“There's a lot of just many, many administrative, operational pieces that just complicate this,” Raffle said.

In the case of District 2, in order to hold the special election on Election Day, board members would hold candidate qualifying September 26 – 28, giving candidates just a few weeks to jumpstart their campaigns and take their messages to the voters in an already-saturated political ecosystem.

The short timeline is one thing, but there’s also a legal complication, according to elections officials. Clarke County could hold the special election on November 8, but it would have to be a separate election. That means, separate elections workers, separate voting machines – and separate lines for voters to stand in.

Last week, Athens-Clarke County Mayor Kelly Girtz urged the Board of Elections to wait until March to hold the special election in March, rather than on November 8th. In an email to board members, Girtz said that a March election would provide “absolute legal clarity” about which district lines to use and would give candidates more time to make their case to the voters. That’s a suggestion that Raffle says he would take seriously.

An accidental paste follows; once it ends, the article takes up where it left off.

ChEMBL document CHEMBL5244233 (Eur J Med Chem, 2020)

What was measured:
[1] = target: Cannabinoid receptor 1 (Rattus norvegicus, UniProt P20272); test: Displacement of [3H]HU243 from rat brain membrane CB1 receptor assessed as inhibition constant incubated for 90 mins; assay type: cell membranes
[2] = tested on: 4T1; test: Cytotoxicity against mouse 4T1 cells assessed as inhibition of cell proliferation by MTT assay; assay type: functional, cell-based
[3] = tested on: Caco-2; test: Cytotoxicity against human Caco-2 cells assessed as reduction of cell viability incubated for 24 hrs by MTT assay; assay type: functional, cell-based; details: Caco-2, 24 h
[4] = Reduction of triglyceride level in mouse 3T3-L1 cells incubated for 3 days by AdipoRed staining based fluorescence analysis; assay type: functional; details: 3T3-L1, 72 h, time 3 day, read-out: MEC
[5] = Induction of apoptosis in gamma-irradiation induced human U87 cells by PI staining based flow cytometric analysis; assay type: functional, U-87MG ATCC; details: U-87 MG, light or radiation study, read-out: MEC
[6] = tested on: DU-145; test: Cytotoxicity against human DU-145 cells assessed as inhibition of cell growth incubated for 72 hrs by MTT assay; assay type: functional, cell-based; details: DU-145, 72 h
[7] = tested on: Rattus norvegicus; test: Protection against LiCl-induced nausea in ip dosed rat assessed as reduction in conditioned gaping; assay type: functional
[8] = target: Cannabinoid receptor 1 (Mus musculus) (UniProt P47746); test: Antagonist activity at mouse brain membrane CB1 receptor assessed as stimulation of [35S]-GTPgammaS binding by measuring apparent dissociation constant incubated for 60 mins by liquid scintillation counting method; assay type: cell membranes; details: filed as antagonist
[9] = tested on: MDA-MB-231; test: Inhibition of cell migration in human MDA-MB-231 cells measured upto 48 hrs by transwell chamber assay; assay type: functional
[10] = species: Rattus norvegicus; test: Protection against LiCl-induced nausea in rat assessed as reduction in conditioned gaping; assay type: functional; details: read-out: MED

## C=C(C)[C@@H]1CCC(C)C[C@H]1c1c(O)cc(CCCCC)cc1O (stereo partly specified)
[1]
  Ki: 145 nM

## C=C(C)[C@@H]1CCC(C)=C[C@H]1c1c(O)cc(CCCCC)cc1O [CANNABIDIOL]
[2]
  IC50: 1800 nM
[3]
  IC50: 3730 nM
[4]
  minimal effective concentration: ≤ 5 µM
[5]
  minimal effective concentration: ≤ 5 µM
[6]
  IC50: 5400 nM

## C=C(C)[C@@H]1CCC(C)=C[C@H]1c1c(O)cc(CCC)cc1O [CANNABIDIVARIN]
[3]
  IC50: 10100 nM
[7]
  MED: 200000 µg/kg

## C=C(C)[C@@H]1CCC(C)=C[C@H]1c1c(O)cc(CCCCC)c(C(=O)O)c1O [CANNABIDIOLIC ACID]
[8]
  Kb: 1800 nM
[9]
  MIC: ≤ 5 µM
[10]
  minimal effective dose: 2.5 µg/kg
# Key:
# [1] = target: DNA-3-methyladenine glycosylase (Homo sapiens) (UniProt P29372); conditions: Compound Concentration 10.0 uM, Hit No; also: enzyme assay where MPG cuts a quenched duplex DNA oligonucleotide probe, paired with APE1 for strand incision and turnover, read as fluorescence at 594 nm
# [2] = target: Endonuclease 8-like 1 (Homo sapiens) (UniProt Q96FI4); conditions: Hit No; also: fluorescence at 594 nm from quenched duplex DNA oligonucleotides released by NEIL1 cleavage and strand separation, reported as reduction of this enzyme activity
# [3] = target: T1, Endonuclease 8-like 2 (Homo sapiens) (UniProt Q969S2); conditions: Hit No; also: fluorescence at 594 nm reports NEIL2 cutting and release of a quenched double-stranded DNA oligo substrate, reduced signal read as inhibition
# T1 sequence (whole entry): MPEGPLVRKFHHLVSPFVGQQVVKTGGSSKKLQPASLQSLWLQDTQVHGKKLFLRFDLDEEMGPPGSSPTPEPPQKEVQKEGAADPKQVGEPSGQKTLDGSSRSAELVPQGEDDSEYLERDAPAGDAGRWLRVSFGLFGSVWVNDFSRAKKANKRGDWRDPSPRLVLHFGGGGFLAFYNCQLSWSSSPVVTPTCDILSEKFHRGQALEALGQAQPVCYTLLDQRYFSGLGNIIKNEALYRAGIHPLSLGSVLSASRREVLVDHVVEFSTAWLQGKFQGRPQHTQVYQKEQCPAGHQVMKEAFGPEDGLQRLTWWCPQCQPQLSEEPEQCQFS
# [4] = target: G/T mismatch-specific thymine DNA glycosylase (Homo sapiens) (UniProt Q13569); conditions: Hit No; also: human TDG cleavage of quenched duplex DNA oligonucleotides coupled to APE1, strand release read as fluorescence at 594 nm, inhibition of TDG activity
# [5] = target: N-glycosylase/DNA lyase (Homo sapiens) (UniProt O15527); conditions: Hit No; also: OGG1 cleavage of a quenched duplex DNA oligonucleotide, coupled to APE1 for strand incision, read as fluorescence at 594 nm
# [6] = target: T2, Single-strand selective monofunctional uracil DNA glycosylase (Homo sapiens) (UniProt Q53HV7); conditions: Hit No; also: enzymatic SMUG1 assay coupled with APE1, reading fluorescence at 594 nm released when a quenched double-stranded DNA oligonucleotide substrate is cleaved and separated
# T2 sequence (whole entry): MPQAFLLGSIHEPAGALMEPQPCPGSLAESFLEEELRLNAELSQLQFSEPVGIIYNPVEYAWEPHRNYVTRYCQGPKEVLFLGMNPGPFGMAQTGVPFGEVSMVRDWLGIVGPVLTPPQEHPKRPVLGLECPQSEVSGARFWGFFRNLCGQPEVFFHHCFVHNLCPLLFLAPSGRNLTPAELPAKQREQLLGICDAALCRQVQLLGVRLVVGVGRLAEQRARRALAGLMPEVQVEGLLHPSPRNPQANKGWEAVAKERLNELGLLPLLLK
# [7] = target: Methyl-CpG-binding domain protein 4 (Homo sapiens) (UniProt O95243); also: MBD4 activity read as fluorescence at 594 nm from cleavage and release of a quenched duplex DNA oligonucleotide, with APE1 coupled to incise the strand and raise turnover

On Thursday, ACC Commissioners passed a resolution 7 – 0 to urge the elections board to use the March date.

“Speaking as a member not as the Chair, I can speak for myself that that is something that I would take into consideration in making our decision,” Raffle said.

After lengthy discussion with elections staffers, the Board of Elections decided to wait to make a final decision. They will make the final call at a special called meeting on Tuesday, September 20 at 4:30PM.

Martin Matheny is WUGA's Program Director and a host and producer of our local news program 'Athens News Matters.' He started at WUGA in 2012 as a part-time classical music host and still hosts WUGA's longest-running local program 'Night Music' which is heard on WUGA and GPB Classical. He lives in Normaltown with his wife, Shaye and dog, Murphy.